Detection two intergalactic ionized absorbers at redshifts z=0.011 (NVII,OVII,OVIII) and z=0.027 (CIV,NVI,NVII,OVII and NeIX)
Branduardi et al. 2001
Lee et al. 2001
X-ray reprocessing and absorption are the processes generally invoked to interpret deviations from the power-law form of the AGN spectra in X-ray.
Many AGN show absorption edges of ionized oxygen (OVII and OVIII) characteristic of optically thin, photoionized material along the line of sight - the so-called “warm-absorber”.
BUT there are other interpretations…
At the center of the controversy one of the most studied AGN: MCG-6-30-15
Lee et al (2001)
Branduardi-Raymont et al (2001)
X-Ray absorption: High velocity outflow in PG 1211+143
Pounds et al 2003
Velocity of outflowing ionized gas based on observed line broadening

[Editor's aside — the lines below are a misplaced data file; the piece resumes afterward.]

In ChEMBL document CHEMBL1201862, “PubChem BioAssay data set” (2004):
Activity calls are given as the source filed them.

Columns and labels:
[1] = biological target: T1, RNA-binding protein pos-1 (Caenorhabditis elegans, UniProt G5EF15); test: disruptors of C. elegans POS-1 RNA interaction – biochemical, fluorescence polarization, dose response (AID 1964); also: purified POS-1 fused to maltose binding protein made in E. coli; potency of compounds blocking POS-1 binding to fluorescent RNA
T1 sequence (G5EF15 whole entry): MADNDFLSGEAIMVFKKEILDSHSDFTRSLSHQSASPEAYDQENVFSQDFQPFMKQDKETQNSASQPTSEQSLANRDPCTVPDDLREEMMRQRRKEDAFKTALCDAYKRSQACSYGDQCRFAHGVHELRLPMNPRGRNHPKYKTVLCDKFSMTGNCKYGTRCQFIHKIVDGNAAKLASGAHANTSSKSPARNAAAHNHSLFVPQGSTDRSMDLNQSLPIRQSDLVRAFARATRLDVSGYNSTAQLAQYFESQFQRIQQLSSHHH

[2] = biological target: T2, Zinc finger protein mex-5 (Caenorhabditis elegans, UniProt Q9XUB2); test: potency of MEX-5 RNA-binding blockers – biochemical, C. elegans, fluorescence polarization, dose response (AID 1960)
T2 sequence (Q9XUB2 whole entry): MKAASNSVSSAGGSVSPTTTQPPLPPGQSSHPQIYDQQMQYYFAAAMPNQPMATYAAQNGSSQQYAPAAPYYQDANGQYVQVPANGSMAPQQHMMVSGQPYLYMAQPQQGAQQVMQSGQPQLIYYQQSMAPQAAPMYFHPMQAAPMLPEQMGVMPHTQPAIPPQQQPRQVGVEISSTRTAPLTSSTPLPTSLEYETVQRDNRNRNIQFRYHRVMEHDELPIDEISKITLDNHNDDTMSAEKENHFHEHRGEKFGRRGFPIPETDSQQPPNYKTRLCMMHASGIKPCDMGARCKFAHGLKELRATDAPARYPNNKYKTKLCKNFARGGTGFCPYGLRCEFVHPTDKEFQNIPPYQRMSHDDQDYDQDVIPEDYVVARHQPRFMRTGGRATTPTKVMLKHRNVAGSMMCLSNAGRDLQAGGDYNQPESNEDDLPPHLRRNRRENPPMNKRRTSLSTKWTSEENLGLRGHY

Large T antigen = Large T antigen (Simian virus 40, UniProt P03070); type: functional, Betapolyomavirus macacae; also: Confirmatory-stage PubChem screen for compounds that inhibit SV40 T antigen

XMM Newton EPIC
Fe XXVI Lya
A case for a broad line in MCG 6-30-15?
Tanaka et al. (1995)
Lee et al. (2002)
XMM- Newton Observations of Fe-line in Type 1 AGN
Reeves 2002 (astro-ph/0211381)
Now what do I do with my AGN data?
Most likely you will analyze data from
But many times you will have to compare your finding to those
of previous X-Ray missions…
What will your data look like? The NGC 4051 example:
ACIS-S no grating: readout streak, small window for pileup, other sources
note support structure
ACIS-S+HEG/MEG gratings: note grating arms, MEG has larger effective area, zero order image on S3, different background on different chips, “streaking” effect on S4
RGS1:note the background, extraction region, failing chip
EPIC: 12 chips, many additional sources
MOS1: observation in “Prime Partial” mode to mitigate pileup effects
So, what can we do with grating data that we can’t with CCDs?
Consider a line at 1.0 keV (12.398Å), on top of a 0.5 keV blackbody
Now consider the same spectrum observed by each of the four gratings:
If this data were fit assuming a pure Gaussian response, the scattering wings of the RGS would mean we’d measure only 1/2 the true power!